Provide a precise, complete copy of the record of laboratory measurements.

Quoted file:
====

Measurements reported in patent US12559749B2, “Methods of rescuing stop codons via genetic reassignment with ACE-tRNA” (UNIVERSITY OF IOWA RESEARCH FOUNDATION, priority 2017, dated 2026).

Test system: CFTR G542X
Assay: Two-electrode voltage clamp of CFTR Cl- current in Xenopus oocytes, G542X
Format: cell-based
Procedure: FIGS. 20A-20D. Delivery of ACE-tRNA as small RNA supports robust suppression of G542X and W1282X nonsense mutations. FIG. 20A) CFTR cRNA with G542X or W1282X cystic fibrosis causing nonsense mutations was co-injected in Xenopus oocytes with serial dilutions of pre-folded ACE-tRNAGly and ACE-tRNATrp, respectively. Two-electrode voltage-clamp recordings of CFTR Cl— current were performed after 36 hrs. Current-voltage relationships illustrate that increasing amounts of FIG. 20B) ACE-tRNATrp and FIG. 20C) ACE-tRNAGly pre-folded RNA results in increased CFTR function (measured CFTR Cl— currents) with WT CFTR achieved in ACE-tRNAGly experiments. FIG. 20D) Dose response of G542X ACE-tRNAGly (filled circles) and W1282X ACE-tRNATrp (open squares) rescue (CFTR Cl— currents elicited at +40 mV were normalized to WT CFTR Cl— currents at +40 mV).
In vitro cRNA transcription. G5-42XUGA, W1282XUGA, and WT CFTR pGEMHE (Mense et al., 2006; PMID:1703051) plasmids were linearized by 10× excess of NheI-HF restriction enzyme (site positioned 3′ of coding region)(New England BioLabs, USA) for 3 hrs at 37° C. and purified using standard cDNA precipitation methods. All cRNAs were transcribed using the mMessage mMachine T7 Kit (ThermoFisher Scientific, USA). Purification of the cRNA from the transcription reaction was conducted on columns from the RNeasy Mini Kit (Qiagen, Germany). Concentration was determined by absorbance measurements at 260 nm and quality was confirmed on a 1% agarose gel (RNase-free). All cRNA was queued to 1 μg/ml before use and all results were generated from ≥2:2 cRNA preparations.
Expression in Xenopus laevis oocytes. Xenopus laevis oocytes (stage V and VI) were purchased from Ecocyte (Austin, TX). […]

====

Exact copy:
Measurements reported in patent US12559749B2, “Methods of rescuing stop codons via genetic reassignment with ACE-tRNA” (UNIVERSITY OF IOWA RESEARCH FOUNDATION, priority 2017, dated 2026).

Test system: CFTR G542X
Assay: Two-electrode voltage clamp of CFTR Cl- current in Xenopus oocytes, G542X
Format: cell-based
Procedure: FIGS. 20A-20D. Delivery of ACE-tRNA as small RNA supports robust suppression of G542X and W1282X nonsense mutations. FIG. 20A) CFTR cRNA with G542X or W1282X cystic fibrosis causing nonsense mutations was co-injected in Xenopus oocytes with serial dilutions of pre-folded ACE-tRNAGly and ACE-tRNATrp, respectively. Two-electrode voltage-clamp recordings of CFTR Cl— current were performed after 36 hrs. Current-voltage relationships illustrate that increasing amounts of FIG. 20B) ACE-tRNATrp and FIG. 20C) ACE-tRNAGly pre-folded RNA results in increased CFTR function (measured CFTR Cl— currents) with WT CFTR achieved in ACE-tRNAGly experiments. FIG. 20D) Dose response of G542X ACE-tRNAGly (filled circles) and W1282X ACE-tRNATrp (open squares) rescue (CFTR Cl— currents elicited at +40 mV were normalized to WT CFTR Cl— currents at +40 mV).
In vitro cRNA transcription. G5-42XUGA, W1282XUGA, and WT CFTR pGEMHE (Mense et al., 2006; PMID:1703051) plasmids were linearized by 10× excess of NheI-HF restriction enzyme (site positioned 3′ of coding region)(New England BioLabs, USA) for 3 hrs at 37° C. and purified using standard cDNA precipitation methods. All cRNAs were transcribed using the mMessage mMachine T7 Kit (ThermoFisher Scientific, USA). Purification of the cRNA from the transcription reaction was conducted on columns from the RNeasy Mini Kit (Qiagen, Germany). Concentration was determined by absorbance measurements at 260 nm and quality was confirmed on a 1% agarose gel (RNase-free). All cRNA was queued to 1 μg/ml before use and all results were generated from ≥2:2 cRNA preparations.
Expression in Xenopus laevis oocytes. Xenopus laevis oocytes (stage V and VI) were purchased from Ecocyte (Austin, TX). […]